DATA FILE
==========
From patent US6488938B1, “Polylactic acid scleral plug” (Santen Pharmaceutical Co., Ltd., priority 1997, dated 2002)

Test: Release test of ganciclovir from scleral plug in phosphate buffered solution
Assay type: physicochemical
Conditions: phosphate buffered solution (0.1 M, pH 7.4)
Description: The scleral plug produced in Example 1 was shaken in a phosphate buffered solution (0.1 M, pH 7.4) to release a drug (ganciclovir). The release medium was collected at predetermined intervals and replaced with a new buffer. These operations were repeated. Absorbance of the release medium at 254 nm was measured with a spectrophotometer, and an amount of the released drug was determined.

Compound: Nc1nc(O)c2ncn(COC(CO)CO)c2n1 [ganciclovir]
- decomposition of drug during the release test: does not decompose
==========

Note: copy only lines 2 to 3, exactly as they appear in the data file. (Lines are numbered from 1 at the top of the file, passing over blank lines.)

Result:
Test: Release test of ganciclovir from scleral plug in phosphate buffered solution
Assay type: physicochemical